You've just started a new job. There are many things you need to establish - from learning the day to day requirements to getting to know your co-workers and the layout of the company. One of the most important will be developing a good relationship with your boss. Our experts discuss some ways to help you lay the groundwork to develop a long-term, positive relationship.
The first step in the process centers on getting to know your boss. This may seem self-evident, but can include many aspects from understanding his/ her work-style to likes and dislikes. For instance, is your boss a hands-on manager or do they prefer a less formal approach. Asking your boss the way in-which they prefer to work and communicate, will help.
Also become familiar with your boss - moods and learn subtle cues. If they are tight on time it may not be a good moment to begin a discussion on new business ideas. If they get highly stressed in certain situations, maintaining a calm response to their requests may help diffuse their mood.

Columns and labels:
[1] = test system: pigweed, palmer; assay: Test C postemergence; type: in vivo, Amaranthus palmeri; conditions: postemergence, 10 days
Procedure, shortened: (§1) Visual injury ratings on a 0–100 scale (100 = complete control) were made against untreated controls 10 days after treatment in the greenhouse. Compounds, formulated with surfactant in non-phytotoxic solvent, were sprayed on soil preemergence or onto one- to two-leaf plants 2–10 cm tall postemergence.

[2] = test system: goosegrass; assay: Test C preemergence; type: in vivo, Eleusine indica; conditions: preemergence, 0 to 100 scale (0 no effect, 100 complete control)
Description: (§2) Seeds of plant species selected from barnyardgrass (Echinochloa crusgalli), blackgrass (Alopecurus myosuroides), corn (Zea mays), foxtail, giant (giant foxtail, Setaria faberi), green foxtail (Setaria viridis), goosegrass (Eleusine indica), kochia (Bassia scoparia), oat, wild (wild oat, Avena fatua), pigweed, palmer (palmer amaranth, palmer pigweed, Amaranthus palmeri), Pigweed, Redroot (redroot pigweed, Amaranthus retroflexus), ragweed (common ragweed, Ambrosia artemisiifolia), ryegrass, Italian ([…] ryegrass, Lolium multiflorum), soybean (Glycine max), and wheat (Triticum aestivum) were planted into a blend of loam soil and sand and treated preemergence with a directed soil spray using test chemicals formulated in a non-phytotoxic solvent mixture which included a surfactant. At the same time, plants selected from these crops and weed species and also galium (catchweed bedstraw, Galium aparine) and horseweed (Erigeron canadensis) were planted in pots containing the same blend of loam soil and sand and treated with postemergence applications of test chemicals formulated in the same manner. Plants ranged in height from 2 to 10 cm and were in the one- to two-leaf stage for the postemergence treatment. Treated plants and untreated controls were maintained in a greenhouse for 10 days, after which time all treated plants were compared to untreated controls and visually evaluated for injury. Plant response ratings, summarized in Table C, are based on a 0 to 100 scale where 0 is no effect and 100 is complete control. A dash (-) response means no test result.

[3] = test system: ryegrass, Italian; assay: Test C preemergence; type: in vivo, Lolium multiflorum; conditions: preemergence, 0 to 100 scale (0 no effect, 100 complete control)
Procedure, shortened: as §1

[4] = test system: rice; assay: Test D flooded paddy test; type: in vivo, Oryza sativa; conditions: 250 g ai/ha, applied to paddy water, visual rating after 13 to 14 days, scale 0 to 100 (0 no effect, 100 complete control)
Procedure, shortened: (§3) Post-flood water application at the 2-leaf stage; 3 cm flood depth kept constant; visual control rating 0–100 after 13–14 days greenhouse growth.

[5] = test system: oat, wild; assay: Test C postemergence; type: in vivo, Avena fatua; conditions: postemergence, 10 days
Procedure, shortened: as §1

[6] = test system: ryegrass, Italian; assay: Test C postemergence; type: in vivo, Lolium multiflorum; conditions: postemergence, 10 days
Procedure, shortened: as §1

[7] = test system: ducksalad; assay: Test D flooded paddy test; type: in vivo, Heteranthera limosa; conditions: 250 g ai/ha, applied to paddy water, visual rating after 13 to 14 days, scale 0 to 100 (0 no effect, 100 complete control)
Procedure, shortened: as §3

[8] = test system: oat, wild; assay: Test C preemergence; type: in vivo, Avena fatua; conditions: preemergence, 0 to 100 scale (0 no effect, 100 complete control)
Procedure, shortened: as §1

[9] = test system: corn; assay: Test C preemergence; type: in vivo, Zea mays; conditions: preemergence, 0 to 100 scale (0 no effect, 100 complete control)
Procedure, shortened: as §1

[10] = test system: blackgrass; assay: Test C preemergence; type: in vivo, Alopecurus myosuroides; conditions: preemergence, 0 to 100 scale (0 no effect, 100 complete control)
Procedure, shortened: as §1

Let your boss set the example at work. Your boss became a manager for a specific reason. They understand the dynamics of the business, including the corporate culture. Follow your boss' example when it comes to both aspects and you will always position yourself, and your boss well.
Always be consistent with your work. Keep on schedule. Keep commitments. Keep your boss apprised of any issues that arise when he/she is not in the office. You do not want them to be caught off guard. One of your most important responsibilities is to manage up.
When it comes to dress-code, let your boss take the lead. If they dress professionally, do the same. If they have a more casual, laid-back style, you can follow suit. Your general appearance at work will be a direct reflection on them. Dressing inappropriately will reflect poorly on you both.
Be proactive whenever possible. While it may take time to understand the intricacies of your job you can still be proactive. Showing initiative on a continual basis is a good way to demonstrate your work-ethic and commitment, and will reaffirm your boss' decision to hire you.
Frequently ask your boss for advice and feedback. We all like our opinions to be heard and your boss even more so. They should serve as your mentor and you should encourage this. This is also a good way to open up discussions about your work, and ask if there is anything they would like to change.
Always maintain confidentiality. While you may be part of a larger organization, your primary responsibility is to your team - and your boss. There may be instances when your boss brings you in on projects or discussions under strict confidence. It is your responsibility to keep these confidences.